A biological hybrid results from mixing the genes of two different species like a donkey and horse (mule). Many breeds of domestic dog are also hybrids. And, of course, botanists experiment with plant hybrids all the time – mixing traits to produce more colour/perfume, pest resistance, etc. A hybrid vehicle has come to mean one that runs on a mixture of fuels. So, if we were tasked with describing hybrid in just one word, it would surely be mixture.
In 2021, we will be faced (formally) with hybrid work as employers learn the lessons of 2020. There will be a mixture of employees who want to work from home and those who prefer the office. Those who will want to adopt both options on a mixture of different days. There will be a mixture of opinions on what works best. Welcome to the world of the mixed-up, hybrid workplace!
Hybrid work will apply to a mixture of industries. A recent McKinsey report signals that only 35% of jobs can be productively accommodated outside of the traditional workplace. That leaves 65% of workers with no choice. But the report accepts that technological innovations could radically change these parameters.
For example, we assume that operating surgeons have to work in a hospital; but modern robotic surgery is carried out with the physician in an adjoining room looking at a computer screen. In reality, the “adjoining room” could be anywhere. The workers monitoring dials in a nuclear power plant or a water treatment plant or a food production facility would surely have to travel to work! Could the same dials not be viewed from remote computer screens?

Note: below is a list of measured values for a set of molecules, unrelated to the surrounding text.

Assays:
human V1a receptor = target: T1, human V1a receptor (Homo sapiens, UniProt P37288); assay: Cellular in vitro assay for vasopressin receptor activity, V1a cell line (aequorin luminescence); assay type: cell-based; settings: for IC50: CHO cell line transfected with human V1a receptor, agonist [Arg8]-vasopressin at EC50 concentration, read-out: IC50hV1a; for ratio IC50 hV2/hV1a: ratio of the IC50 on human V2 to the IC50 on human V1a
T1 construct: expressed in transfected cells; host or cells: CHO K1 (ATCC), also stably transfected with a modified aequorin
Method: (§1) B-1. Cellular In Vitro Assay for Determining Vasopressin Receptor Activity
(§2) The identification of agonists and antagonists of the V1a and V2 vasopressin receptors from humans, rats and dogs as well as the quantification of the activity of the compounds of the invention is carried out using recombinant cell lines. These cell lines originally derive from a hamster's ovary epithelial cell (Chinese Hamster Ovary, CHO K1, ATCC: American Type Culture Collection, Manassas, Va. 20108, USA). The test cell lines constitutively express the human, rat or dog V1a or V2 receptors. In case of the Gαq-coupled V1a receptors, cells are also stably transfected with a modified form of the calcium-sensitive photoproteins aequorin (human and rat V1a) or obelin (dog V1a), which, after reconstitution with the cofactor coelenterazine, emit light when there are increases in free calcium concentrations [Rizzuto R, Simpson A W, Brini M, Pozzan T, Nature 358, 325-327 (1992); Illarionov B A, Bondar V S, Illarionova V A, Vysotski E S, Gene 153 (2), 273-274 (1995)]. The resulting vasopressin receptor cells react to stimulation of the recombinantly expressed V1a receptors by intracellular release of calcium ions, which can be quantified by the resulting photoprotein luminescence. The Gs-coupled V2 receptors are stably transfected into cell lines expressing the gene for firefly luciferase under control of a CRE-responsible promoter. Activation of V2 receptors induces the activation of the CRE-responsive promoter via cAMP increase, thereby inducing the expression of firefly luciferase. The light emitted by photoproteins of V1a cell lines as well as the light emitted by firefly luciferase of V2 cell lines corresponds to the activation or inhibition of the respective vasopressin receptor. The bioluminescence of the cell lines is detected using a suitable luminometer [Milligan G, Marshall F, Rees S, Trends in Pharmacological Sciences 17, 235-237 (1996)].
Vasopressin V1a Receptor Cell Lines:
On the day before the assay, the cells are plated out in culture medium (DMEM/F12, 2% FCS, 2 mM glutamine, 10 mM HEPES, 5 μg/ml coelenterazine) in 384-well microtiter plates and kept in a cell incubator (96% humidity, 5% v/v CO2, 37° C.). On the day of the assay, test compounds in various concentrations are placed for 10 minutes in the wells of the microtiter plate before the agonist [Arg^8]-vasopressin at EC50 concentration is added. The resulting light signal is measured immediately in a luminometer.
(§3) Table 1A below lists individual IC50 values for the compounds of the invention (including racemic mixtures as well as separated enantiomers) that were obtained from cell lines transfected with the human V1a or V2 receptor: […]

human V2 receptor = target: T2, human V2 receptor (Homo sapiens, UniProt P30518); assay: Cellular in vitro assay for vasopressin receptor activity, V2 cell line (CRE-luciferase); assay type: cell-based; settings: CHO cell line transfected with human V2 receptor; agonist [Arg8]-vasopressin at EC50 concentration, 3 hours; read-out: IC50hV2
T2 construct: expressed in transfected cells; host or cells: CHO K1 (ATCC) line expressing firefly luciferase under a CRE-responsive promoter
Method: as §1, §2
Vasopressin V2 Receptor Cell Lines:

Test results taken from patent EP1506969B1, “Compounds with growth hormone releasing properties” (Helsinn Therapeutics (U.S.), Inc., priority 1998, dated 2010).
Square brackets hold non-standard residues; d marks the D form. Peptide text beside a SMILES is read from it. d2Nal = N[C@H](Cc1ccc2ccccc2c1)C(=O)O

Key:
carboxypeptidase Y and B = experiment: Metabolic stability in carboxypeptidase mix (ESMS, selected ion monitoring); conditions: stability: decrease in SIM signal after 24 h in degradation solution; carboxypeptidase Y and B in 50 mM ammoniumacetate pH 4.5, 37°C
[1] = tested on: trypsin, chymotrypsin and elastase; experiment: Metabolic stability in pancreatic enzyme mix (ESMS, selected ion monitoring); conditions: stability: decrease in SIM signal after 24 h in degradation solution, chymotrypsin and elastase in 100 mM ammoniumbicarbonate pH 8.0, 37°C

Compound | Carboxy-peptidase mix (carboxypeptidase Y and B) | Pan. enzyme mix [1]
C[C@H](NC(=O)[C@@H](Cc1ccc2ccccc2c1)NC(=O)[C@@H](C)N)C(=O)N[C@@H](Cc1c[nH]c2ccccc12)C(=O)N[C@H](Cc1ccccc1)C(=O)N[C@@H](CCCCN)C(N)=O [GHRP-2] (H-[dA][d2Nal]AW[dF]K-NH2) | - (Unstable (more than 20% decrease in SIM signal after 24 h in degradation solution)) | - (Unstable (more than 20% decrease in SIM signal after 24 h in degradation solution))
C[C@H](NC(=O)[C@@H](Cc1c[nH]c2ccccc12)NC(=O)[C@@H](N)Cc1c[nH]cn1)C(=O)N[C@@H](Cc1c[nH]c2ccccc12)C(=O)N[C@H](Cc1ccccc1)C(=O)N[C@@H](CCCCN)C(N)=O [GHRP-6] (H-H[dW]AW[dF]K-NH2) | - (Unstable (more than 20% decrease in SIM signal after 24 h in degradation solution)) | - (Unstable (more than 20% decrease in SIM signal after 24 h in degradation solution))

The challenge for businesses will not be facilitating hybrid workers but rather in providing effective communications between both groups. Video-conferencing has progressed in recent years but it continues to lag significantly behind real one-on-ones. This means that workers at home will suffer because in-office communication will be so much better. Remote meetings do not capture the nuances of face-to-face encounters. Eye-movements and body language just don’t transfer accurately on camera. And the final sign-off is traumatic. Those online are disconnected. Those at the meeting in person can reach the real conclusions.
HR and personnel functions will have to re-focus their skills. The temperament and ambition of employees are difficult to gauge at a distance. Cunning and connivance are even harder to spot. Employers will require new techniques for evaluating hybrid work and hybrid workers.
Expensive offices are another important consideration. Traditionally, offices have centred around transport hubs to facilitate workers commuting to work. Many offices are exclusively used by one company. A mixture of shared office space will undoubtedly prove attractive. All of this is going to prove tough and will call for perseverance and patience and perhaps a mixture of several other virtues.
We all know that humans are adaptable but the seismic shift in working disciplines has been extraordinary. Hybrid work. Hybrid workplaces. Hybrid humans. Mixtures and fusions like never before; proverbial dolly mixtures!